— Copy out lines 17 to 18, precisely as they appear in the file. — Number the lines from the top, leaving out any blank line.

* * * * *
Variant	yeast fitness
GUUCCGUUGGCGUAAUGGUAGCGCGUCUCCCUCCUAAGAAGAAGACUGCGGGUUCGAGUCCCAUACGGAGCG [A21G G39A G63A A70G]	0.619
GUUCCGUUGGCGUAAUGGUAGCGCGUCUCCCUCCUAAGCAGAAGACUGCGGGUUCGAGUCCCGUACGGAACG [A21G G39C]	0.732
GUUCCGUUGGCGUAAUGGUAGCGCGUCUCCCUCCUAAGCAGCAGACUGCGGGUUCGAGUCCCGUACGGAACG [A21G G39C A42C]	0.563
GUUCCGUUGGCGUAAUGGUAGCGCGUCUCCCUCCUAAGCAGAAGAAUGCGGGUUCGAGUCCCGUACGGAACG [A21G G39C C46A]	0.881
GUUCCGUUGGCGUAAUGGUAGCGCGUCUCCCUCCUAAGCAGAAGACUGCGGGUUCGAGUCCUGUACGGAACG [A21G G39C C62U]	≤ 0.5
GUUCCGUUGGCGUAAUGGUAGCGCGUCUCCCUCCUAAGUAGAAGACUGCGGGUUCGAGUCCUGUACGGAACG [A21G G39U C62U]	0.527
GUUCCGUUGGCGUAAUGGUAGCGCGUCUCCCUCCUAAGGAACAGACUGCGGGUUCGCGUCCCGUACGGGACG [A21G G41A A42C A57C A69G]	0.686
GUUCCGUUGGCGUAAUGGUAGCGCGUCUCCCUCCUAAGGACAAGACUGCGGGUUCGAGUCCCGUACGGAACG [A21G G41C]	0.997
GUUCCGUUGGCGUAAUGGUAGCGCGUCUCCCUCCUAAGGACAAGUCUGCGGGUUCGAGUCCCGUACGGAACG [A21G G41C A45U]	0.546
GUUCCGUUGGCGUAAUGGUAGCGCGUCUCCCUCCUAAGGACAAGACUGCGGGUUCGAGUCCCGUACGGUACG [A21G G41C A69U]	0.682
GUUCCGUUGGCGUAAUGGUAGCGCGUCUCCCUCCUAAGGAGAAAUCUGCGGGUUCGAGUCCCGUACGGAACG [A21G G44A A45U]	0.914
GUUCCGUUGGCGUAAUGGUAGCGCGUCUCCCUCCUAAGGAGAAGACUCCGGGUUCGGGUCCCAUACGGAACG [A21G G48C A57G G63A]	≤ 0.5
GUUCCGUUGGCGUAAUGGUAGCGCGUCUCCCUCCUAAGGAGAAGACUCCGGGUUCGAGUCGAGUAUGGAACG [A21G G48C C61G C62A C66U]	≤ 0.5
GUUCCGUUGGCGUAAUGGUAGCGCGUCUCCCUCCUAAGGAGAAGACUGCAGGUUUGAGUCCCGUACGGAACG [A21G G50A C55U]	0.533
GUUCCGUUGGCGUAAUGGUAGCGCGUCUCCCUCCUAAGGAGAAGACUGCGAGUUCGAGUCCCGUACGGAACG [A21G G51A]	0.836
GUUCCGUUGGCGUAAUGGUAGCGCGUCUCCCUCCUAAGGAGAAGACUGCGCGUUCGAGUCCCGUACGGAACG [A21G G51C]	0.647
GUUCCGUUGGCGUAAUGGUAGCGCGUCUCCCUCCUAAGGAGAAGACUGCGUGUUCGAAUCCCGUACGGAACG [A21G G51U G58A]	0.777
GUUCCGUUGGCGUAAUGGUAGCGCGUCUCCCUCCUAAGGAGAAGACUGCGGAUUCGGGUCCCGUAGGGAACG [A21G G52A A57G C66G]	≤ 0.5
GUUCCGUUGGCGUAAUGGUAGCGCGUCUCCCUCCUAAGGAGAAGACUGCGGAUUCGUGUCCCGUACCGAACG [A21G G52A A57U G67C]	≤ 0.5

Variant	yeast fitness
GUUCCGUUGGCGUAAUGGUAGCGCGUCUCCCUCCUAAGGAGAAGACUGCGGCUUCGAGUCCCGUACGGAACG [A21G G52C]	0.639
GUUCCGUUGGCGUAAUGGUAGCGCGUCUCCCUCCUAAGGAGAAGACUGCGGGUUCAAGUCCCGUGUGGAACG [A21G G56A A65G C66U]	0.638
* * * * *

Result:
GUUCCGUUGGCGUAAUGGUAGCGCGUCUCCCUCCUAAGGAGAAGACUGCGCGUUCGAGUCCCGUACGGAACG [A21G G51C]	0.647
GUUCCGUUGGCGUAAUGGUAGCGCGUCUCCCUCCUAAGGAGAAGACUGCGUGUUCGAAUCCCGUACGGAACG [A21G G51U G58A]	0.777